Opening day couldn't come sooner for Major League Baseball.
It's just too bad it's the Yankees. But on Sunday Randy Johnson will take the mound for New York against David Wells for the Red Sox. No matter the uniform, it's a classic match-up in an historic setting - Yankee Stadium.
Perhaps it will take some of the sting of the recent steroid controversy away from the big leagues.
Then again it may not.
The hearings before congress, in which some of the top names in baseball made matters look worse, was the worst kind of three-ring circus. It didn't help the problem and it probably hurt baseball as politicians milked it for everything they could.
The home run carries with it some taint these days. But should it?
Steroids certainly make athletes bigger and faster but how much does it help in swinging 38 ounces of lumber at a tiny white sphere rocketing toward a player at between 86 and 95 miles per hour. With Randy Johnson on the mound that missile is traveling closer to 100 mph.
Steroids do not help the amazing eye-hand coordination, and timing, that has to occur to make bat meet ball. Performance enhancing drugs do not help the player trying to out-think the pitcher as to whether the next pitch will be a fastball, a sinker, a slider or whatever. It takes a considerable amount of skill to make that all happen.
Should the amazing season of 1998 when Mark McGwire and Sammy Sosa were chasing Roger Maris' single-season homerun record be diminished by the allegations of steroid use? No way.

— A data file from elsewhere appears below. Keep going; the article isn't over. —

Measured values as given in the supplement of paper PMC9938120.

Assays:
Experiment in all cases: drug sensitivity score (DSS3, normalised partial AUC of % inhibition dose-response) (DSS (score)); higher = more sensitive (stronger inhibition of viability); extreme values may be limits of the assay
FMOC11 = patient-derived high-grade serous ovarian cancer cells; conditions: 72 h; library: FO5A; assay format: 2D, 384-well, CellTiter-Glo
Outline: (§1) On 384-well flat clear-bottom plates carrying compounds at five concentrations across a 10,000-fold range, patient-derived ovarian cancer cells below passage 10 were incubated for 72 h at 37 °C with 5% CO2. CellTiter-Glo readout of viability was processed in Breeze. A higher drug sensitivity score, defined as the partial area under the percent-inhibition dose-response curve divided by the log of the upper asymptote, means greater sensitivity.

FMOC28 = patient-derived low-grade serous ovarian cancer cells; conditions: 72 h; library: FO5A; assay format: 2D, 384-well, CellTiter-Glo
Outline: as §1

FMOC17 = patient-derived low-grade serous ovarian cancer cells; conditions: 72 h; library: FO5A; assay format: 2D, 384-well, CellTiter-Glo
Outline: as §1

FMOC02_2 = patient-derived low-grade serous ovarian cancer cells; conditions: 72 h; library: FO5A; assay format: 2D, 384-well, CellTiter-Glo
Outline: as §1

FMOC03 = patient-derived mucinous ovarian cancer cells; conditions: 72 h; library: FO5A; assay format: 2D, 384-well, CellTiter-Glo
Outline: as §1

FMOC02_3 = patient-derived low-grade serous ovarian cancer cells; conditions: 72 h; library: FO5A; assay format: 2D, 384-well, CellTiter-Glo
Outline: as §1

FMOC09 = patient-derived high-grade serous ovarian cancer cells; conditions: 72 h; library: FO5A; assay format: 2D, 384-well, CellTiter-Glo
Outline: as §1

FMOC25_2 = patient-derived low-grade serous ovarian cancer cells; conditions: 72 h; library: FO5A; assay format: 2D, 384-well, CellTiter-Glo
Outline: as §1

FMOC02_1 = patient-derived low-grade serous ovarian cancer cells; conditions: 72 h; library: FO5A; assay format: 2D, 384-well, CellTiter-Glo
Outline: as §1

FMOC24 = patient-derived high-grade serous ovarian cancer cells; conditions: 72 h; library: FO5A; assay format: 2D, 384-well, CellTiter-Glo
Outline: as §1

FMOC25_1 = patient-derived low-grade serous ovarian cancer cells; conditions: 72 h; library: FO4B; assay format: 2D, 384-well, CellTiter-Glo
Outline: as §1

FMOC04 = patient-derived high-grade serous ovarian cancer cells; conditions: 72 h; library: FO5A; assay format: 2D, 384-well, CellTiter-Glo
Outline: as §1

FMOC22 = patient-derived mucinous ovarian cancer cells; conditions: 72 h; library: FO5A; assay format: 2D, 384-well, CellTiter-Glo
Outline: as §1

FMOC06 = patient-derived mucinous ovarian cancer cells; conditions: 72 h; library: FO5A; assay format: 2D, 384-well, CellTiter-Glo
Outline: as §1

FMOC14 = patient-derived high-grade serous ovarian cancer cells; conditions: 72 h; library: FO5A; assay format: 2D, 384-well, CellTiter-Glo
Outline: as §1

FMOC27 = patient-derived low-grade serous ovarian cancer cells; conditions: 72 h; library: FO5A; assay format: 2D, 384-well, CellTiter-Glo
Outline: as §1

It still happened. It was one of the most amazing things to watch in sports. And nothing changes that.
There are some pundits calling for an asterisk next to the records being set or were set by McGwire, Sosa, Barry Bonds and others. That's ridiculous.
Sports are a reflection of society in general. Looking back at the history of baseball you could start putting asterisks next to every record in the books for some social, legal or even mystical reason.
Two things do need to happen: First, baseball needs to get serious about its penalties for steroid use. There has to be a no-tolerance atmosphere. Look to the Olympics. One strike and you're out of action for as long as two years. It's going to take a move by the baseball players association to make that happen. It would restore some of the publics' faith in professional athletes.
Second, the critics, pundits and fans need to really consider what an amazing feat Roger Maris accomplished in 1961. He never really got his due. Even if he was a Yankee.
It would help, too, if Johnson and Wells kicked off the season with a great pitchers' duel.
I'll be watching, and hoping. - Roger Morris